Note the heel of the edge is used for making this cut. Rather than a simple straight planing cut using the center of the cutting edge, this is more like cutting a bead (note the shape at the top of the cylinder in the next photo) so as the depth of cut increases, the heel of the edge comes into play.
The beads are next, using the heel of the skew again to cut the bead from larger diameter to smaller, both ways from center. This allows you to cut with the grain rather than against it.
For smaller beads the cut is made with the gouge square to the work and rolling the wrist only. For broader beads like these the tool is angled slightly away from center before rolling, angling farther for broader beads. I keep my thumb on the top of the tool handle at the start of the cut allowing a comfortable grip through the roll. If the cut is made with anything but the heel, you will cut a straight taper rather than a curve.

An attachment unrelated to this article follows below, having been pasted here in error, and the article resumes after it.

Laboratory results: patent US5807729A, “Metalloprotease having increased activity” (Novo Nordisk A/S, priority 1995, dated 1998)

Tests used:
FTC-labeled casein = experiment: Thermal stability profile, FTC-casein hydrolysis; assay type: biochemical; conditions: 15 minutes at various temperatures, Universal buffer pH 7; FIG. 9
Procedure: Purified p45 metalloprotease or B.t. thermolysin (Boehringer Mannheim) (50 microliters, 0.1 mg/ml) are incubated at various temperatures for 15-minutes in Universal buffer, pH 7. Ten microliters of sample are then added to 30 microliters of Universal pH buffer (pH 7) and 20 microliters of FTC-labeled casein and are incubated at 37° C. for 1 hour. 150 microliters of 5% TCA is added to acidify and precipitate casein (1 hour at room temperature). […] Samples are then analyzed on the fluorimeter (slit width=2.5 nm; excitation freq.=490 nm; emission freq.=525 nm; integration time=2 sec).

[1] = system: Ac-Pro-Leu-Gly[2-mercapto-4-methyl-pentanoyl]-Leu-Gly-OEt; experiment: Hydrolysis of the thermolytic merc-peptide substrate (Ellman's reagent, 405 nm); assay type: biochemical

A rough cut and finish cut were made on each side of center. By making this cut the same way every time the shape of the beads will all be the same. After making a few, the eye will know the shape and any necessary adjustments are easily made.
Another change in procedure: I typically cut a cove then trim the sizing cuts with a slight taper using a very small skew reserved for just that job. I found that I had room to make the trimming taper with the skew immediately after cutting the beads with the larger skew I was using, thus avoiding picking up a second tool for the job. Cutting the cove after this operation was backwards to my normal routine but everything worked just fine.
Like beads, coves are always cut from larger diameter to smaller diameter from each side. Note that the cove is first roughed out for relief with either a scraping or peeling cut with the nose of the gouge.